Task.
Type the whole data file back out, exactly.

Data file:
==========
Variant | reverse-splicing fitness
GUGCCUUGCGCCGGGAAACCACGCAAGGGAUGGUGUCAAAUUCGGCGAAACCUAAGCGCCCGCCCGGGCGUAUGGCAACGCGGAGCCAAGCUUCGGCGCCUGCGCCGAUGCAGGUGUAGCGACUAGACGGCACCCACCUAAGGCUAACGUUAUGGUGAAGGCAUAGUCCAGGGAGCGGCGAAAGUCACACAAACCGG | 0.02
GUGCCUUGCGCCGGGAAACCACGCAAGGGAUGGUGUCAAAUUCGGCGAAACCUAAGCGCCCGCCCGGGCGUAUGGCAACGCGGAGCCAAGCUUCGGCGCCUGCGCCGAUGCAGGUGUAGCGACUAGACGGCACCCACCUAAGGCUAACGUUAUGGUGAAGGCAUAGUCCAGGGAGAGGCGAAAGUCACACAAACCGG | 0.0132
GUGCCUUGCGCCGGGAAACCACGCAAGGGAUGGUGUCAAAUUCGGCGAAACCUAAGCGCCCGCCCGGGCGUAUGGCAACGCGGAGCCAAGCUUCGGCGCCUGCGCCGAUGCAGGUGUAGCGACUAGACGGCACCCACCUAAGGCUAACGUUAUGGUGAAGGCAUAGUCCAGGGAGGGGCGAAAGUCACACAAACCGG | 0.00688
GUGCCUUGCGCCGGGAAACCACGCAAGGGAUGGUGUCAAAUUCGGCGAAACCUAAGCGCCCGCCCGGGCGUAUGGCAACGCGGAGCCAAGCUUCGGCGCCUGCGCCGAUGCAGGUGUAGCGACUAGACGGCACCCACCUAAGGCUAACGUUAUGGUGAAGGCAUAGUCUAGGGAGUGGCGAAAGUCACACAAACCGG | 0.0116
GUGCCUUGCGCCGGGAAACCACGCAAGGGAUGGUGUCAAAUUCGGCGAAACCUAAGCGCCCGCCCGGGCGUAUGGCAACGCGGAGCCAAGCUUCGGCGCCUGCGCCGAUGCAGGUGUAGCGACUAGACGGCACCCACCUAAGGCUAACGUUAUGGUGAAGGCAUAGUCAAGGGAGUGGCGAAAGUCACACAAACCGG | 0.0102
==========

Variant | reverse-splicing fitness
GUGCCUUGCGCCGGGAAACCACGCAAGGGAUGGUGUCAAAUUCGGCGAAACCUAAGCGCCCGCCCGGGCGUAUGGCAACGCGGAGCCAAGCUUCGGCGCCUGCGCCGAUGCAGGUGUAGCGACUAGACGGCACCCACCUAAGGCUAACGUUAUGGUGAAGGCAUAGUCCAGGGAGCGGCGAAAGUCACACAAACCGG | 0.02
GUGCCUUGCGCCGGGAAACCACGCAAGGGAUGGUGUCAAAUUCGGCGAAACCUAAGCGCCCGCCCGGGCGUAUGGCAACGCGGAGCCAAGCUUCGGCGCCUGCGCCGAUGCAGGUGUAGCGACUAGACGGCACCCACCUAAGGCUAACGUUAUGGUGAAGGCAUAGUCCAGGGAGAGGCGAAAGUCACACAAACCGG | 0.0132
GUGCCUUGCGCCGGGAAACCACGCAAGGGAUGGUGUCAAAUUCGGCGAAACCUAAGCGCCCGCCCGGGCGUAUGGCAACGCGGAGCCAAGCUUCGGCGCCUGCGCCGAUGCAGGUGUAGCGACUAGACGGCACCCACCUAAGGCUAACGUUAUGGUGAAGGCAUAGUCCAGGGAGGGGCGAAAGUCACACAAACCGG | 0.00688
GUGCCUUGCGCCGGGAAACCACGCAAGGGAUGGUGUCAAAUUCGGCGAAACCUAAGCGCCCGCCCGGGCGUAUGGCAACGCGGAGCCAAGCUUCGGCGCCUGCGCCGAUGCAGGUGUAGCGACUAGACGGCACCCACCUAAGGCUAACGUUAUGGUGAAGGCAUAGUCUAGGGAGUGGCGAAAGUCACACAAACCGG | 0.0116
GUGCCUUGCGCCGGGAAACCACGCAAGGGAUGGUGUCAAAUUCGGCGAAACCUAAGCGCCCGCCCGGGCGUAUGGCAACGCGGAGCCAAGCUUCGGCGCCUGCGCCGAUGCAGGUGUAGCGACUAGACGGCACCCACCUAAGGCUAACGUUAUGGUGAAGGCAUAGUCAAGGGAGUGGCGAAAGUCACACAAACCGG | 0.0102